Yelm High School’s Principal John Johnson shared, “I cannot express enough how much this project has meant to me as it is re-installed in a place of honor for our students and community; where it should have been these past many years.”
In addition to the student who illuminated the artwork’s poor condition and Mr. Johnson, who reached out to ArtsWA, there were many who assisted with this significant conservation project:
• Art handling company Artech developed a cradle system to remove the artwork while limiting stress to its aged and delicate wood grain. They also re-installed the artwork in its new home.
• Conservator J. Claire Dean developed the plan, performed much of the treatment, and oversaw the restoration.
• Artist and student of Marvin Oliver, David Franklin restored the painted surface.
• Engineering firm Rbhu developed an installation method that would be structurally sound and limit modifications to the artwork.
• Brigette Ellis, Marvin Oliver’s widow and partner, guided ArtsWA in making decisions about the treatment approach to best honor the artist and artwork.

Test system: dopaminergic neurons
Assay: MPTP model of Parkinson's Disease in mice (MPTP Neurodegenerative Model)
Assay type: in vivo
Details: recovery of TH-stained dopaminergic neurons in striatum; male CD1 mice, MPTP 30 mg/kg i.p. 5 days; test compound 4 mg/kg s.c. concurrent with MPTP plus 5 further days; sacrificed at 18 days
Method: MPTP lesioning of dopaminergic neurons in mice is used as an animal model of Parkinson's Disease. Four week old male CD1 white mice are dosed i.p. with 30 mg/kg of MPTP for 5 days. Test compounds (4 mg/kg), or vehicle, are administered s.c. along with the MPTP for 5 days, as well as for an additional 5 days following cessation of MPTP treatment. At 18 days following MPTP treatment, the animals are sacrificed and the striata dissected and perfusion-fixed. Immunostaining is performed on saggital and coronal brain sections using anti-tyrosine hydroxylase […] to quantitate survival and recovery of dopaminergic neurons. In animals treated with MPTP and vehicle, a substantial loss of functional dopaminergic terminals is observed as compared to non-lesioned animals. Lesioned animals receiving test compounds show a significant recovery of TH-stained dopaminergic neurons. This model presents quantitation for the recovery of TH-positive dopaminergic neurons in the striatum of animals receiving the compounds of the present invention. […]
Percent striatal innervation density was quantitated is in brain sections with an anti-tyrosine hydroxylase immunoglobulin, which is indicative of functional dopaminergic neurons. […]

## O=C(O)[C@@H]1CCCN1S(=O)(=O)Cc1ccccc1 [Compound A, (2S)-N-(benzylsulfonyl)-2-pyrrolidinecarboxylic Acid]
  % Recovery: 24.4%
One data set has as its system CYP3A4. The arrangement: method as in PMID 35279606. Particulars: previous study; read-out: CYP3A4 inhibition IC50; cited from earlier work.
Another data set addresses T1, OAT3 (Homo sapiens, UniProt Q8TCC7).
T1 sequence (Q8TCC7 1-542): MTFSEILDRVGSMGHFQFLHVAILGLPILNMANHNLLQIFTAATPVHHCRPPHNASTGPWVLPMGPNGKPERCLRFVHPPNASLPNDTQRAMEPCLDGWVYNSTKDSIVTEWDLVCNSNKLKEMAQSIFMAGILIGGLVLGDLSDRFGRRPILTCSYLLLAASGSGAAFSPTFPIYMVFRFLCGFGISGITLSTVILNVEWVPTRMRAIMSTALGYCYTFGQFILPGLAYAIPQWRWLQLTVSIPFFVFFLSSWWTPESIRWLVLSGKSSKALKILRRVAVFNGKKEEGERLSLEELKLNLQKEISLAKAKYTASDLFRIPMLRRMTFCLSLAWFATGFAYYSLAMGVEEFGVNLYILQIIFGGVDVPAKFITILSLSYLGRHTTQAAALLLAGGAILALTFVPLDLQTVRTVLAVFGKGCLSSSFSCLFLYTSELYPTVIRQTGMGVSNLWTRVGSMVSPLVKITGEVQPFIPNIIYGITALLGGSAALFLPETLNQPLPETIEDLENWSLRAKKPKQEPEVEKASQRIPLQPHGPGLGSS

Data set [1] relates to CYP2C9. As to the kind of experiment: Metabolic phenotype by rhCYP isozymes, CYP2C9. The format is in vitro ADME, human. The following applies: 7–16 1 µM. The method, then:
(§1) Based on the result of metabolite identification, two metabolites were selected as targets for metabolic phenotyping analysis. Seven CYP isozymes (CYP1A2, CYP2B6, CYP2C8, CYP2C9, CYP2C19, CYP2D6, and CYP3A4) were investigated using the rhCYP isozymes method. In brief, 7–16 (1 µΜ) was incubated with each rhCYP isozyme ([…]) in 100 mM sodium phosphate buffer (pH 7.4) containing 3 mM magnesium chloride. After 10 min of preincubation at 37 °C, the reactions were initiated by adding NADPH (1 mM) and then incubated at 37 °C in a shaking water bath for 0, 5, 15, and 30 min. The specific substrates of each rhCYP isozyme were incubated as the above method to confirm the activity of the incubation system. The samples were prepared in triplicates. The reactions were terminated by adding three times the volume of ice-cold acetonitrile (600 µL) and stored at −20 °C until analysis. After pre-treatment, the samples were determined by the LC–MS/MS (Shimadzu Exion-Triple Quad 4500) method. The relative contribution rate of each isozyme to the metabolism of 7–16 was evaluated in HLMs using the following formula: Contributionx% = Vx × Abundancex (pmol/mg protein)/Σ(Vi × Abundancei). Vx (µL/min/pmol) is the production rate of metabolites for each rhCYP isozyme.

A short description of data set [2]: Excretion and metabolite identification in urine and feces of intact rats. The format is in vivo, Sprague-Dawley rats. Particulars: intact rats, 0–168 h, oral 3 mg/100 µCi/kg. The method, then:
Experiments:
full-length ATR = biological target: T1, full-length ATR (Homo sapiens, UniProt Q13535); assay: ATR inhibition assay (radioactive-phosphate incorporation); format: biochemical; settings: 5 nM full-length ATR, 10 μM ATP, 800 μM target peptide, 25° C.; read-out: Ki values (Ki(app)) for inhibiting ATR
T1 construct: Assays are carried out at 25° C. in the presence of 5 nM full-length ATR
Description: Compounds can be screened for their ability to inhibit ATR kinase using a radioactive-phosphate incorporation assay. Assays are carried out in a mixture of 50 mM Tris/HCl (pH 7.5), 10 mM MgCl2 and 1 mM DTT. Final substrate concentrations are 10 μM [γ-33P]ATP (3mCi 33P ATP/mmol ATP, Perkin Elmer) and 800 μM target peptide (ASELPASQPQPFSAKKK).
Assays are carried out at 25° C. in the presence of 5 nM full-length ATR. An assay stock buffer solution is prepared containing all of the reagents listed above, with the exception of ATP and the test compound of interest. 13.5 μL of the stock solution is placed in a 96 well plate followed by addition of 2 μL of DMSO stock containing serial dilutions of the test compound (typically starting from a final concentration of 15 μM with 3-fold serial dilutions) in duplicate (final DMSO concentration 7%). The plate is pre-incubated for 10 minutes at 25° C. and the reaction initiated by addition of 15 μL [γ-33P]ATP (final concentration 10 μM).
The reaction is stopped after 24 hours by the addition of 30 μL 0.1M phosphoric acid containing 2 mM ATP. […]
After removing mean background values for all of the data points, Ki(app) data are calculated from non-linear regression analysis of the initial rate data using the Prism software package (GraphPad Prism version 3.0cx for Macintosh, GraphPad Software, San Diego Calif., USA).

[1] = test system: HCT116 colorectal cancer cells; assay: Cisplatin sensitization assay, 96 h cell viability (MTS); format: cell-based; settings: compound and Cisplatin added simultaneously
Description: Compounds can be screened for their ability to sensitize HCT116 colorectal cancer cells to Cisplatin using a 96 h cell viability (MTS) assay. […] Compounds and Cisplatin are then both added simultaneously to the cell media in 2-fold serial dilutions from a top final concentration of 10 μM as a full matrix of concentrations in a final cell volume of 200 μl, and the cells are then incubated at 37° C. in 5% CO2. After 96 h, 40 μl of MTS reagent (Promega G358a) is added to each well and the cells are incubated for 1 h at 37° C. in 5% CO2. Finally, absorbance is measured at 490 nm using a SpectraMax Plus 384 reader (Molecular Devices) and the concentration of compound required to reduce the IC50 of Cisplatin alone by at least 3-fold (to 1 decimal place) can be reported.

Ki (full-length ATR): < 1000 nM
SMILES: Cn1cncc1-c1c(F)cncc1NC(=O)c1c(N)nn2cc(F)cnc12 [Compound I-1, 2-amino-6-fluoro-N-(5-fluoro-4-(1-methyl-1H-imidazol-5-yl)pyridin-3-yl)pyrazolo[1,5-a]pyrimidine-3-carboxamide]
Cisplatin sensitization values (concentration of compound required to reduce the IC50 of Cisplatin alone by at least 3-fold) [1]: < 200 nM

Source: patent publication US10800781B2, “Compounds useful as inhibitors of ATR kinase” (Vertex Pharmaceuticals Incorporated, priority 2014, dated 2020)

More about Marvin Oliver
Marvin Oliver (1946-2019) was a master carver, sculptor, and printmaker. He produced works in cedar, bronze, glass, steel, and paper. He is of Quinault and Isleta-Pueblo heritage and drew on these sources in his art. Oliver was an important culture bearer and influence on generations of Native American art and artists. He described his art as “formulated by merging the spirit of past traditions with those of the present…to create new horizons for the future.”
Oliver was a professor of American Indian Studies at the University of Washington for more than forty years, as well as an Adjunct Curator of Contemporary Native American Art at the Burke Museum of Natural History and Culture in Seattle. He is recognized by generations of Native and non-Native students as an influential teacher and mentor. He began a tradition of an annual “Raven’s Feast” dinner in the 1970s to celebrate the accomplishments of Native American and Alaska Native graduates. He also gifted one of his prints to each graduate. Raven’s Feast has grown into a cornerstone of the UW Native community.
ArtsWA will celebrate this artwork and its renewal with the Yelm High School community at a re-dedication of the restored artwork in Fall 2021.
Click to explore more by Marvin Oliver: www.arts.wa.gov/artist-collection.
After major restoration, Marvin Oliver’s Big Bird was re-installed in June 2021 inside the Yelm High School Commons area. The artwork was previously located on the building’s exterior, where it was damaged by exposure to the elements. Photo by ArtsWA.